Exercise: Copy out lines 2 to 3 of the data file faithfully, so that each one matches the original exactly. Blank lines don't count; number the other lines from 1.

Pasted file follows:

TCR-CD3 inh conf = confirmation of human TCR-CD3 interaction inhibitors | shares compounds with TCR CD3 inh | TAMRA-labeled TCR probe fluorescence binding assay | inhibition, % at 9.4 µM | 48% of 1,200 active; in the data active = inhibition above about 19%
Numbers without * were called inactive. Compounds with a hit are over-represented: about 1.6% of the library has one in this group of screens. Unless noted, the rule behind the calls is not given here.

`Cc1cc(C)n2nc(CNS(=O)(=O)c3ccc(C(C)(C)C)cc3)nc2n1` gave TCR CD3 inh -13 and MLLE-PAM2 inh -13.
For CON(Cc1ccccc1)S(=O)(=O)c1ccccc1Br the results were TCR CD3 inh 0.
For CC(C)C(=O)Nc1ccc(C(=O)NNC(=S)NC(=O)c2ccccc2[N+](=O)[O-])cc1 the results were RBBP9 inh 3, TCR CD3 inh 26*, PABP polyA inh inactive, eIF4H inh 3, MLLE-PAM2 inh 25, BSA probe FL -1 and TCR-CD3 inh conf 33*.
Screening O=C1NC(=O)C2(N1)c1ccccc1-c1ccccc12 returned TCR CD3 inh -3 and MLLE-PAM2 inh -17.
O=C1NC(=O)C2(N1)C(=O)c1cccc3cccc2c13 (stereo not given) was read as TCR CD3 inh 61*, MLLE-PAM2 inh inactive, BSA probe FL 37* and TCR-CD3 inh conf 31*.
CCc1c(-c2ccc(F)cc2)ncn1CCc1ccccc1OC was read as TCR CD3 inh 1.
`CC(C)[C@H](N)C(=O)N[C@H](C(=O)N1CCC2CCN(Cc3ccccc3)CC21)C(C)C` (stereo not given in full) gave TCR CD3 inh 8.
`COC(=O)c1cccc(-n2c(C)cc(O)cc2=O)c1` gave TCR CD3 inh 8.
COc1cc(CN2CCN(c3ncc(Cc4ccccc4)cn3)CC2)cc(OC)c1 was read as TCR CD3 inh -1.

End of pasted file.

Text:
Numbers without * were called inactive. Compounds with a hit are over-represented: about 1.6% of the library has one in this group of screens. Unless noted, the rule behind the calls is not given here.

`Cc1cc(C)n2nc(CNS(=O)(=O)c3ccc(C(C)(C)C)cc3)nc2n1` gave TCR CD3 inh -13 and MLLE-PAM2 inh -13.